Performance of DataFrames' subset and ByRow

What’s the difference between ByRow and an anonyomous function like

julia> subset(df, :x => (x -> x .== 0))
3×1 DataFrame
 Row │ x       
     │ Float64 
─────┼─────────
   1 │     0.0
   2 │     0.0
   3 │     0.0

Compilation latency (ByRow does not use broadcasting which is expensive to compile). In both cases I show a fresh session:

julia> using DataFrames

julia> df = DataFrame(x=zeros(3));

julia> @time subset(df, :x => ByRow(==(0)));
  0.929344 seconds (1.01 M allocations: 59.326 MiB, 2.97% gc time, 99.77% compilation time)

julia> @time subset(df, :x => ByRow(==(0)));
  0.000162 seconds (150 allocations: 8.688 KiB)

julia> @time subset(df, :x => ByRow(==(0)));
  0.000156 seconds (150 allocations: 8.688 KiB)

vs

julia> using DataFrames

julia> df = DataFrame(x=zeros(3));

julia> @time subset(df, :x => (x -> x .== 0));
  1.026953 seconds (1.48 M allocations: 83.052 MiB, 4.37% gc time, 100.16% compilation time)

julia> @time subset(df, :x => (x -> x .== 0));
  0.160144 seconds (318.39 k allocations: 17.198 MiB, 99.26% compilation time)

julia> @time subset(df, :x => (x -> x .== 0));
  0.173431 seconds (318.39 k allocations: 17.201 MiB, 4.82% gc time, 99.41% compilation time)
5 Likes

So presumably this isn’t an issue if nrow(df) is 1,000,000 or something and the function a bit more expensive, but it is an issue if I were to do it in a loop with different conditions?

if I were to do it in a loop with different conditions?

In this case better define a function beforehand and make sure it is compiled once:

julia> using DataFrames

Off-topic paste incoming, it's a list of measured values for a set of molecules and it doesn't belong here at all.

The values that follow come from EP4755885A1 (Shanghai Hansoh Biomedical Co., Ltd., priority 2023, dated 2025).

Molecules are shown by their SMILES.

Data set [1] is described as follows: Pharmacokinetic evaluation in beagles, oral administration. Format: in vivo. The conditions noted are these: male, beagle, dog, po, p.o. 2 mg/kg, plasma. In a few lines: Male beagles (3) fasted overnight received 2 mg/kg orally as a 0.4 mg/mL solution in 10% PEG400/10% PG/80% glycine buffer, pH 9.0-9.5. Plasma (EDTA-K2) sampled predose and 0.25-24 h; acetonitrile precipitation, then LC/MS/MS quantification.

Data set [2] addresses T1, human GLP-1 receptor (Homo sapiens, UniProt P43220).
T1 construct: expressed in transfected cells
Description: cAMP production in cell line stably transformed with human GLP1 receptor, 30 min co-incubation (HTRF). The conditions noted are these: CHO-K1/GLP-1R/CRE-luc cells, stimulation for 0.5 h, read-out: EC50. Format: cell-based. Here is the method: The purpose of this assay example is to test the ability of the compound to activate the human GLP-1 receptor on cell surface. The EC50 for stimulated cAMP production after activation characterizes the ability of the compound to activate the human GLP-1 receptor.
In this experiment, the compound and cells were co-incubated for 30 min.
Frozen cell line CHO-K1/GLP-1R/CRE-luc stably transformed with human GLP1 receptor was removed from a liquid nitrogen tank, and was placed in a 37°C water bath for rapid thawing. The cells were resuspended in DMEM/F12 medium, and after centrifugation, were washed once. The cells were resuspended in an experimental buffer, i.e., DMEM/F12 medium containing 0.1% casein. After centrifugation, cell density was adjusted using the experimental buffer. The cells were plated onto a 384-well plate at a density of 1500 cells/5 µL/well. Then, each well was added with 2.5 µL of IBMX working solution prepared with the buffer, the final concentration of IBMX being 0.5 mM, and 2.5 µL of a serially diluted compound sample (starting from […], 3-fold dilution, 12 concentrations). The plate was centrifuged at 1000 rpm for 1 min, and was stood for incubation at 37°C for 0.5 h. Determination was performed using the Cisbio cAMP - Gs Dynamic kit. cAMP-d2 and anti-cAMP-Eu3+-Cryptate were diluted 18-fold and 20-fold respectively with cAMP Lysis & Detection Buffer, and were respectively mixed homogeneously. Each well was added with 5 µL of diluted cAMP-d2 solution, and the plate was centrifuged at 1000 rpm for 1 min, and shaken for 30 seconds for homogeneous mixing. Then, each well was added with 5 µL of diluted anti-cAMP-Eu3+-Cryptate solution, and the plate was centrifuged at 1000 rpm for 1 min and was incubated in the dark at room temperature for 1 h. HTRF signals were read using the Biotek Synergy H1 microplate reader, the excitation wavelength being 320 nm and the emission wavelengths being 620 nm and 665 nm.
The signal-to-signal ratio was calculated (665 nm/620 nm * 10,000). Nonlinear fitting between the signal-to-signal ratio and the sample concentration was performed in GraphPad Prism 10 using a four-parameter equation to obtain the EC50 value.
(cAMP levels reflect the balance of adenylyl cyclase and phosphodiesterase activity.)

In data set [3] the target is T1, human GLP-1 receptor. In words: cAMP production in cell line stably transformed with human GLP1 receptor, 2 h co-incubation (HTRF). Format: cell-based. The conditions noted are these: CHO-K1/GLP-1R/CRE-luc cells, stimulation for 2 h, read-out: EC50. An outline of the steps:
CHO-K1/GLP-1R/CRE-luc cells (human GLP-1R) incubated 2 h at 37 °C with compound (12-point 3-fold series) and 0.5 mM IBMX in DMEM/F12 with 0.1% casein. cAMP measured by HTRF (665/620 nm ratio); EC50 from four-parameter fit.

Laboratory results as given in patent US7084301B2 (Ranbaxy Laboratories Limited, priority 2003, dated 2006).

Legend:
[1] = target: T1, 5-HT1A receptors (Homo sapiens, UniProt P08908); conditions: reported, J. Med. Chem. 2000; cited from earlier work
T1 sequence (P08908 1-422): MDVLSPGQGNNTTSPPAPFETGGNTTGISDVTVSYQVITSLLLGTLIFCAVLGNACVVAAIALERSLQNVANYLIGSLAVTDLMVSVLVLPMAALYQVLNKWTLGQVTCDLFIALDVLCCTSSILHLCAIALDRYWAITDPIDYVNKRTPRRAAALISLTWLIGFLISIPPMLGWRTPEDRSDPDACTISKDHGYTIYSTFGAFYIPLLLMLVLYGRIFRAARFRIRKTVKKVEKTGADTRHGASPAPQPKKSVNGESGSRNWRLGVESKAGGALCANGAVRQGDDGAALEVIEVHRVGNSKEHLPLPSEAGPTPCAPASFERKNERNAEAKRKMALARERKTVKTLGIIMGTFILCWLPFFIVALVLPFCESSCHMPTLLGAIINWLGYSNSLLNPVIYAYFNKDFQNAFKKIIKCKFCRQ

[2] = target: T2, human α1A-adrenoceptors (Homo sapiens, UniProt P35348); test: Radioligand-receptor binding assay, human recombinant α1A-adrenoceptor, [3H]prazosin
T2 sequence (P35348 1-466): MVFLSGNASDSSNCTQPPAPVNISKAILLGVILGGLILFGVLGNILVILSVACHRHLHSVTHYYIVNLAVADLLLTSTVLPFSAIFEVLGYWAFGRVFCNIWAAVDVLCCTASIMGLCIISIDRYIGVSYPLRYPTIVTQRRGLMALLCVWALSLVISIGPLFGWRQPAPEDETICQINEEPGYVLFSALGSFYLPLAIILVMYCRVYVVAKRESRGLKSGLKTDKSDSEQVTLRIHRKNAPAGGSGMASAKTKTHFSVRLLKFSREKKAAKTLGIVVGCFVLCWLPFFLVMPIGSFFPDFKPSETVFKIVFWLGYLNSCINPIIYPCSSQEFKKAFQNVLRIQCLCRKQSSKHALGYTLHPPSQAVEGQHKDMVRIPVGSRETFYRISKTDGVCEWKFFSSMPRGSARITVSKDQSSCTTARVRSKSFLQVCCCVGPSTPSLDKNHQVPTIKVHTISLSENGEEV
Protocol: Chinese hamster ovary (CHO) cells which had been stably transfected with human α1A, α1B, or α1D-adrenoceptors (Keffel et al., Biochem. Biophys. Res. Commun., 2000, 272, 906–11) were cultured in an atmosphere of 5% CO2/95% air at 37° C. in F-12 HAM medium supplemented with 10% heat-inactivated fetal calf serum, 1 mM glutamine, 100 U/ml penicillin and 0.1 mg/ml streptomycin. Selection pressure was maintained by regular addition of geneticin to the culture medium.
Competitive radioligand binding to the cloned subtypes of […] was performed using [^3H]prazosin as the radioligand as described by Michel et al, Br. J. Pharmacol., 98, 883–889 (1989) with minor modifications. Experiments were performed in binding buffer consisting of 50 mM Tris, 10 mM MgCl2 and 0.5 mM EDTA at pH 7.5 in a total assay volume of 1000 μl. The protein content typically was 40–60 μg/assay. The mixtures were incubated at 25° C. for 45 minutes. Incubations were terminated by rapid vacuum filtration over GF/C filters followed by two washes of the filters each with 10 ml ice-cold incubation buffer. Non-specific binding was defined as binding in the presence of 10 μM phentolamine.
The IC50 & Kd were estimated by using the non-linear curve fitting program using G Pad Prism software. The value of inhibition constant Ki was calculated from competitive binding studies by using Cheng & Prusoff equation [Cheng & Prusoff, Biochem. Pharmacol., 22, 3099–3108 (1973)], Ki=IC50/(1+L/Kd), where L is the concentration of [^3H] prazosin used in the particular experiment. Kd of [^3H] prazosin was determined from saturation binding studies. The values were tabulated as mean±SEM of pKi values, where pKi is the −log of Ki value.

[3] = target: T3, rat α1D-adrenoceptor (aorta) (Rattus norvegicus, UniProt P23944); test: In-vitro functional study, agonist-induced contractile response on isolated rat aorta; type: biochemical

julia> df = DataFrame(x=zeros(3));

julia> eq(x) = x .== 0;

julia> @time subset(df, :x => eq);
  0.688346 seconds (1.48 M allocations: 82.848 MiB, 3.88% gc time, 99.77% compilation time)

julia> @time subset(df, :x => eq);
  0.000189 seconds (148 allocations: 8.531 KiB)

julia> @time subset(df, :x => eq);
  0.000135 seconds (148 allocations: 8.531 KiB)

The ByRow trick is that it is type stable and ==(0) is compiled only once (which is a common case):

julia> using DataFrames

julia> df = DataFrame(x=zeros(3));

julia> @time subset(df, :x => ByRow(==(0)));
  0.629286 seconds (1.01 M allocations: 59.326 MiB, 3.67% gc time, 99.75% compilation time)

julia> @time subset(df, :x => ByRow(==(0)));
  0.000142 seconds (150 allocations: 8.688 KiB)

julia> @time subset(df, :x => ByRow(==(1)));
  0.000125 seconds (150 allocations: 8.656 KiB)

julia> @time subset(df, :x => ByRow(==(2)));
  0.000114 seconds (150 allocations: 8.656 KiB)

julia> @time subset(df, :x => ByRow(==(3)));
  0.000109 seconds (150 allocations: 8.656 KiB)

(timings are different, as I have just finished a MS Teams meeting - but I hope you can see the pattern; BTW - videocalls are the biggest enemy of proper benchmarking :smiley:)

3 Likes

Thanks, that’s helpful. Answering another question on here, I just stumbled over an odd performance difference just now. Could you explain the following:

julia> df = DataFrame(sex = ["male", "male", "female", "male", "female", "male"], 
age = [20, 14, 65, 34, 23, 67])        

6×2 DataFrame
 Row │ sex     age   
     │ String  Int64